College - Utah State
Phil Johnson is in his 18th season as Jerry Sloan’s top assistant coach. Over the years, the former NBA Coach of the Year has become widely acknowledged as one of the premiere basketball coaches in the sport, confirmed when NBA general managers named him the league’s top assistant before the 2004-05 season.
Johnson’s working relationship with Sloan dates back nearly three decades to when he coached Sloan as an assistant for Dick Motta and the Chicago Bulls from 1971-1974.
After working under Motta, his former junior high, high school and college coach, Johnson earned his first head coaching duties at the age of 27 with the Kansas City/Omaha Kings midway through the 1973-74 season.
Though the Kings were just 6-19 when Johnson took over, he earned a record of 27-30, and the team finished the season at 33-49. But Johnson had instilled changes in his players – enough to earn Coach of the Year honors the next season when he guided them to an 11-game improvement at 44-38 and their first playoff berth in eight seasons. Johnson garnered 21 of 54 votes from the media, defeating Al Attles (10) and K.C. Jones (5) for the award.
After being replaced by the Kings in mid-season in 1977-78, Johnson reunited with Sloan in Chicago as an Assistant Coach prior to the 1979-80 season. The two worked together through the end of Sloan’s tenure with the Bulls midway through 1981-82, then Johnson joined the Jazz when Frank Layden named him assistant coach on July 20, 1982. In 1983-84, the Jazz would make the playoffs for the first time, winning the Midwest Division en route. Also during that season, Frank Layden, Johnson and Scott Layden coached the All-Star West squad.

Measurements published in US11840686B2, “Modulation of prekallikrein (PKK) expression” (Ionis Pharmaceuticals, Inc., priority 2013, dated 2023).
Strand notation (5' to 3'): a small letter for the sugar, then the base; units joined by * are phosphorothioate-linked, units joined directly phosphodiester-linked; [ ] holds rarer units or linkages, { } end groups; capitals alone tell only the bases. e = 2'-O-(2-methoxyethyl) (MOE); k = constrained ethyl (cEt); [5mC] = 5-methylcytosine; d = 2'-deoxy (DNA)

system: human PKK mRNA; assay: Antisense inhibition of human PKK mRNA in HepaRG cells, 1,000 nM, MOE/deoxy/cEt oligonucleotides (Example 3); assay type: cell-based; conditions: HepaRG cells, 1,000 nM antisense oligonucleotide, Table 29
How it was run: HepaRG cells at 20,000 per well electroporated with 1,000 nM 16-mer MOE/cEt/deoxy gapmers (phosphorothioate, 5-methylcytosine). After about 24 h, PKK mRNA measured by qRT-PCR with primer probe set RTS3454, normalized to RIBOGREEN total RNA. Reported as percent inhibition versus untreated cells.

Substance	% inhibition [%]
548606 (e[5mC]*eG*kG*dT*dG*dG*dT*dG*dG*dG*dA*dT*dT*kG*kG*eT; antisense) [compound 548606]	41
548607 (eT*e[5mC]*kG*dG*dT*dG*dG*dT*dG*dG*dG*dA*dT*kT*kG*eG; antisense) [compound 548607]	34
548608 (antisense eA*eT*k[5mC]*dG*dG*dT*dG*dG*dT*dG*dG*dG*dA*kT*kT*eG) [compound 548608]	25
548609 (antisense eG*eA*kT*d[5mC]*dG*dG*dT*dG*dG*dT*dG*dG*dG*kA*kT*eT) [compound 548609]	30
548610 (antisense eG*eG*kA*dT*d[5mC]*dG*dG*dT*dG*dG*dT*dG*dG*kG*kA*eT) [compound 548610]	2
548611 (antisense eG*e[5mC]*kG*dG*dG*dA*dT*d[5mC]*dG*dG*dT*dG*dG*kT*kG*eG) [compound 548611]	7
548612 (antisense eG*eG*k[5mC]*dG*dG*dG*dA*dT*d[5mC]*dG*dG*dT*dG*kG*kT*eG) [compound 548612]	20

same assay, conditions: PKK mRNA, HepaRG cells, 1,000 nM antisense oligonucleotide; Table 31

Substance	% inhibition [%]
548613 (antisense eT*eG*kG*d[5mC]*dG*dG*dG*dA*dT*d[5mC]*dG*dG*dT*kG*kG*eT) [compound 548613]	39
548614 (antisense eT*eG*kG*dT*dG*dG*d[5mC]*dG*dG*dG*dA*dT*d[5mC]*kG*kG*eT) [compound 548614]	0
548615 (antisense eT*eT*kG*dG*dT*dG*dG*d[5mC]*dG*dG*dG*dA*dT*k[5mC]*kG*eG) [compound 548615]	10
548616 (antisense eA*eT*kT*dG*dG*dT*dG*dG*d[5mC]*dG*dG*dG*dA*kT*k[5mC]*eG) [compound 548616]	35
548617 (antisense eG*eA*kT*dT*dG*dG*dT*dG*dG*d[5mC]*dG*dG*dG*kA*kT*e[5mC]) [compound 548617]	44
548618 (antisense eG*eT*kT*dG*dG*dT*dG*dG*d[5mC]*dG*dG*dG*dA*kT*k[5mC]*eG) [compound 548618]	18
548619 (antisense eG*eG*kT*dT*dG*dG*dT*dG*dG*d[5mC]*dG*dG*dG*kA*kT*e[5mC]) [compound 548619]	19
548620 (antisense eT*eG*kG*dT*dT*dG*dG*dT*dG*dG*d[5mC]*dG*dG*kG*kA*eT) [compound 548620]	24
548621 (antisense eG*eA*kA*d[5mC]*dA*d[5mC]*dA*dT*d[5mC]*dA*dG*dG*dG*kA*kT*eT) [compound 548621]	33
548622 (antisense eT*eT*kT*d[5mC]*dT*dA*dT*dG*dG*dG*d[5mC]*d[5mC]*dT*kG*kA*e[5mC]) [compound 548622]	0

The Kings welcomed Johnson back on November 18, 1984, and he coached nearly three seasons at Sacramento before joining the Jazz in his current position on December 11, 1988. In that time he has helped guide the team to six Midwest Division titles, 16 playoff appearances, and two Western Conference championships.
The 64-year-old Johnson began his coaching career as a graduate assistant to Ladell Andersen while earning his master’s degree at Utah State University before moving on to become an assistant to Motta at Weber State (Ogden, UT) in 1964. When Motta became head coach of the Bulls in 1968, Johnson assumed the reins and guided the Wildcats to a 68-16 record, three Big Sky Championships and three consecutive appearances in the NCAA Tournament – while earning three consecutive conference Coach of the Year awards in the process. He was named District VII coach of the year in 1967-68 as well. To this day he sits atop the Big West records book as the all-time winningest coach in conference history, with a 39-5 record.
A native of Grace, Idaho, Johnson lettered in both track and basketball at Utah State while earning his bachelor’s degree in physical education. He played on the Aggies teams that advanced to the 1962 and 1963 NCAA Tournament, captaining the 1963 squad as a senior and averaging 12.3 points and 7.1 rebounds. Weber State inducted him into its Hall of Fame in 1992, and Utah State honored him as its Alumnus of the Year in 1997.
He and his wife, Ann, are the parents of two children (Mitchel and Nathan) and have two grandchildren. They reside in suburban Salt Lake City.